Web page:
Sunday 26 January 2014

Somewhere else in the Balkans - Again!....Game Number 46

First things first. I would like to offer my thanks to that very fine chap and all round good guy Kaptain Kobold for the inspiration to fight this action - despite the fact that it is on hexes and with larger armies than perhaps he envisaged the rules being used for!

This is the first game I have fought this year and to be honest, I was really undecided what to do. I have some ideas for some 1914 based games but nothing tangible planned just - and this will form another post in due course - when I came across the good Kaptain's recent post. I know absolutely nothing about the Mexican adventure but what intrigued me was the 'quick and dirty' rule set he 'Kobold' together based on Battle Cry. I was so intrigued in fact, I copied them and decided on the spot to fight an action using them.

Somewhere else in the Balkans - Again!....

This was a very simple set up - both sides equally balanced with 7 x 4 strength point infantry units, 2 x 3 strength point cavalry units, 2 x 2 strength points artillery units and 1 x 1 strength point commander (12 units in all and using a 13 x 9 hexed playing area rather than the Kaptain's 8 x 8 squared grid). This meant a total of 39 strength points with an exhaustion level of 19. Inspired by the good Kaptain's idea around initial deployments (he did not mention how he got to the starting positions but I will) I rolled 12 x D6 per side with scores of 1 and 2 starting on the four left hand hexes, 3 and 4 in the central four hexes and 5 or 6 in the four right hand hexes.

The initial dispositions with the Russians on the left and the Turks on the right. Note that neither side had any great strength in the centre - the dice gods rolling an impressive amount of 1s, 2s, 5s and 6s.

The Russian right - safely deployed behind the small wood.

Turn 1. The Turks have moved up on their right and the Russians respond by sending a cavalry unit to scout the suspected enemy position.

Turn 2. Whilst the Turks traverse the woods the Russian cavalry charges the enemy horse and and drives them off.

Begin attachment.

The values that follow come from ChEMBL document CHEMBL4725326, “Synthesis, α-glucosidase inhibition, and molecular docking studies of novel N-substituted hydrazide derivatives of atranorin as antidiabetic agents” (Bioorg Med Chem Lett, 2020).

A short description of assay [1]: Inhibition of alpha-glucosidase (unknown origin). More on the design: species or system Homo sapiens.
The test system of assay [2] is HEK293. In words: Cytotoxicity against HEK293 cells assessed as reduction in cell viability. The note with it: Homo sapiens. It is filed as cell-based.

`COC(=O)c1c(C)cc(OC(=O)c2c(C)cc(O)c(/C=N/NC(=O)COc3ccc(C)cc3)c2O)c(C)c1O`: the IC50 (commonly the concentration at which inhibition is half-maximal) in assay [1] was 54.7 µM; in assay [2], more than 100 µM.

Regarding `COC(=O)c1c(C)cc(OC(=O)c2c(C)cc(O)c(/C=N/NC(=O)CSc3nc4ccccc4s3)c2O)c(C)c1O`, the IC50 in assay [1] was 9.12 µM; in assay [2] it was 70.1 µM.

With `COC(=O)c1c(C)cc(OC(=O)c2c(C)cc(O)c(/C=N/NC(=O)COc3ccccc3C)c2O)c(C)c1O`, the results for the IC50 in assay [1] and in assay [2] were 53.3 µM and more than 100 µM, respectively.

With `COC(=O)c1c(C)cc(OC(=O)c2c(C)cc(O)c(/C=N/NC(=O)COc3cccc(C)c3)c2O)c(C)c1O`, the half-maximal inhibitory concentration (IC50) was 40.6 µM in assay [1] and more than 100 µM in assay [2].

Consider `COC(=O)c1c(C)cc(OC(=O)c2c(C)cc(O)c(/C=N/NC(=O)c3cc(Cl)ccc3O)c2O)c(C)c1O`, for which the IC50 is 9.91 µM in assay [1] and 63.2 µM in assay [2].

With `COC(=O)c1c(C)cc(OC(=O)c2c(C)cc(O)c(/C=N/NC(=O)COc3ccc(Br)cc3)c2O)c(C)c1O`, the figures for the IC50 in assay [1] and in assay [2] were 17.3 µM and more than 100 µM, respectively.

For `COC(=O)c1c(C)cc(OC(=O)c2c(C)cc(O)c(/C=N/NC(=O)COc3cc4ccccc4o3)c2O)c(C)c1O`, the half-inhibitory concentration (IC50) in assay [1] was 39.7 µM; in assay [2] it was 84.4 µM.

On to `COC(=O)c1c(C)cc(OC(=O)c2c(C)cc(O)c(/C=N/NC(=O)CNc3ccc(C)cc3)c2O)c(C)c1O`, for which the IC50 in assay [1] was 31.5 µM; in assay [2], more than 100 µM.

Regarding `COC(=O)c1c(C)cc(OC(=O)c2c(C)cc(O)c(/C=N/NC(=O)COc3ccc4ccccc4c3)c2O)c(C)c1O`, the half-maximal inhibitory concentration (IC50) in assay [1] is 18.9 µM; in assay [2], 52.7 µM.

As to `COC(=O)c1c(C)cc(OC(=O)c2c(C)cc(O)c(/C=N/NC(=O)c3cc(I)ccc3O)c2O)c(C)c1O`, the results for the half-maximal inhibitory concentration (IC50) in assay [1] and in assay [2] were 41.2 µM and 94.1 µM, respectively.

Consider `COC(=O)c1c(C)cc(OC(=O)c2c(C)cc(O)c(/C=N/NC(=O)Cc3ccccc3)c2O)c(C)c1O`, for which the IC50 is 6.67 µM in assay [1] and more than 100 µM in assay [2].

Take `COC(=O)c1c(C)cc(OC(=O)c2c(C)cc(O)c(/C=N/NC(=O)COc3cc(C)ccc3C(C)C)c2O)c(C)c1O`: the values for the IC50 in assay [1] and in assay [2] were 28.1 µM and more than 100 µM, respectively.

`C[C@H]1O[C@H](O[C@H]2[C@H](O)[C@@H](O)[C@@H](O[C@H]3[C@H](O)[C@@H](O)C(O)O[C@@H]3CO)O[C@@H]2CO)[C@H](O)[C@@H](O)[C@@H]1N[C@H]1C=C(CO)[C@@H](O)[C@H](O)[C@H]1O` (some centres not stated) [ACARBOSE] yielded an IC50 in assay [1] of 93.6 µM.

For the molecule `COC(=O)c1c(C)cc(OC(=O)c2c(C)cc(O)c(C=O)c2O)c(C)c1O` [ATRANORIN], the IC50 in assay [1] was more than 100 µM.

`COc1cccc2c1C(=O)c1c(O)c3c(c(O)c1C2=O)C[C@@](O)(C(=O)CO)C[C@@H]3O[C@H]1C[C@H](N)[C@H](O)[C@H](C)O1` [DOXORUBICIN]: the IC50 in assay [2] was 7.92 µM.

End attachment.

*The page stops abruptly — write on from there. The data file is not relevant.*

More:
Turn 3. Retribution is swift as the Turkish infantry left fly at the Russian horsemen, emptying many a saddle and destroying them as a fighting force. In the face of this setback the other cavalry unit retires to the rear of the rear of the hill behind the deploying artillery. At last the Russian guns arrive and deploy at the top of the hill, overlooking both the farm and the advancing Turkish infantry.

Turn 4. The Russian artillery opens fire and immediately causes casualties on the sole Turkish infantry unit in range. The Turks appear to be in no hurry to close the range whilst the the rest of the Russians move up.

Turn 5. In a bold move the Russians send a scratch force of cavalry and artillery to occupy the farm whilst their infantry struggle to move up in support. The Turkish approach is both cautious and methodical.

Turn 6. The Russian cavalry enter the rear of the farm with a unit of artillery and infantry moving up in support. Meanwhile their artillery on the hill continue to engage the exposed Turkish infantry.

Turn 7. The Russians look to consolidate their position in the farm whilst the Turks move into position to mount a somewhat disjointed counterattack.

Turn 8. Battle is joined around the farm as a furious cannonade from the Turkish artillery drives off the left hand Russian infantry. The battered Turkish infantry have fallen back from their exposed position beneath the hilltop Russian artillery. Eager to stabilise his centre, the Russian commander joins the retiring infantry and gallantly rallies them to the colours

Turn 9. Meanwhile the Turkish infantry flood into the farm - straight into the maw of the Russian artillery. A furious hand to hand struggle ensues with the Turks managing to destroy half of the enemy guns. Their success is short lived though as a fresh Russian infantry unit arrives in support and with a crashing volley destroys the remnants of the Turkish infantry. The farm is, for the moment, still in Russian hands.